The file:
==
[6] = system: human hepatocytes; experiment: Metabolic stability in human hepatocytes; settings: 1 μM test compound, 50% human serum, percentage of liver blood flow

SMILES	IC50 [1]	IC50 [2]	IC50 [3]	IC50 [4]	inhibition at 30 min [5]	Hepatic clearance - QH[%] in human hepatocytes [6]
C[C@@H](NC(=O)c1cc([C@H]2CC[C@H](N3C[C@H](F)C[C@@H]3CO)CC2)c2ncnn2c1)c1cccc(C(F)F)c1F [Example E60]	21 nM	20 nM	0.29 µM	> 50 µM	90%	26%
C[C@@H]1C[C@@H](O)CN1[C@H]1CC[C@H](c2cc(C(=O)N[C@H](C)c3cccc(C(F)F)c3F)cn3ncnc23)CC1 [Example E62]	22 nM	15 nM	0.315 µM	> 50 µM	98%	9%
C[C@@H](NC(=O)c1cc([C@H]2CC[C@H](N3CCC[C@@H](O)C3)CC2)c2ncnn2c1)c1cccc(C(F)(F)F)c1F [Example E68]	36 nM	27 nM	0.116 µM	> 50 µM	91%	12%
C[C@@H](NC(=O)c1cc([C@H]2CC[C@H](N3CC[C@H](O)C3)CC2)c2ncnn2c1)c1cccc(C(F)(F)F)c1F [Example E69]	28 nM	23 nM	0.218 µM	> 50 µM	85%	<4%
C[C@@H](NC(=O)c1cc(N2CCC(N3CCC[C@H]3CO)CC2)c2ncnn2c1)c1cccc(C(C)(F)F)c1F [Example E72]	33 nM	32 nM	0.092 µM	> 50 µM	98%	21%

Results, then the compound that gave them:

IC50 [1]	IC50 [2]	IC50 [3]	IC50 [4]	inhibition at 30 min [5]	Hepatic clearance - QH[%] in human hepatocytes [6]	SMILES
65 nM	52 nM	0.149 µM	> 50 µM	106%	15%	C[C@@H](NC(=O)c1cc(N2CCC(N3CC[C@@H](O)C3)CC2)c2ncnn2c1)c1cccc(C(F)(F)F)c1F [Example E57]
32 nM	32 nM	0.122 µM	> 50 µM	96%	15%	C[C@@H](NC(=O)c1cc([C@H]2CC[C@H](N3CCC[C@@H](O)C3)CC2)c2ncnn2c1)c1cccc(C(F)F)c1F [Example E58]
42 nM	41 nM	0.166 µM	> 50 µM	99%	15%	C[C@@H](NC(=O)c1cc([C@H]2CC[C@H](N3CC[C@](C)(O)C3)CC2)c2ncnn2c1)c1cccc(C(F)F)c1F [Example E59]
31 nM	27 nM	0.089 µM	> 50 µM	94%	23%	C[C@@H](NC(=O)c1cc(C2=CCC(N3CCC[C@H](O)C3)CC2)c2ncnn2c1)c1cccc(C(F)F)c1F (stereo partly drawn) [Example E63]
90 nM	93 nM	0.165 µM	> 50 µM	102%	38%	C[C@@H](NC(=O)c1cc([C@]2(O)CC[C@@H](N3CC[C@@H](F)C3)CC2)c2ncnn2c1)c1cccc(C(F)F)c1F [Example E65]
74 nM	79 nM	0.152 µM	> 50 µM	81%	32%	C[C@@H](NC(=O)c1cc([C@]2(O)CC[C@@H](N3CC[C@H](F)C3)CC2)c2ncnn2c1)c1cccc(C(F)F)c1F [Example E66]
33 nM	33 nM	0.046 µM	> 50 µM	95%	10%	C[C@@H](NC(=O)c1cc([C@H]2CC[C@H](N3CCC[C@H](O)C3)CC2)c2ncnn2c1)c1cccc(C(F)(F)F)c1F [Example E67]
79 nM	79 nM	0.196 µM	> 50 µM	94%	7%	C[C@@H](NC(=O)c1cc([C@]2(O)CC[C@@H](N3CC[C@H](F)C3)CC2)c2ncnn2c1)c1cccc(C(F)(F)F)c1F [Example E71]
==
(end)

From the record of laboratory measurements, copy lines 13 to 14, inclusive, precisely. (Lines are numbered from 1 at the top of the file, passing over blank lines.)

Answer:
31 nM	27 nM	0.089 µM	> 50 µM	94%	23%	C[C@@H](NC(=O)c1cc(C2=CCC(N3CCC[C@H](O)C3)CC2)c2ncnn2c1)c1cccc(C(F)F)c1F (stereo partly drawn) [Example E63]
90 nM	93 nM	0.165 µM	> 50 µM	102%	38%	C[C@@H](NC(=O)c1cc([C@]2(O)CC[C@@H](N3CC[C@@H](F)C3)CC2)c2ncnn2c1)c1cccc(C(F)F)c1F [Example E65]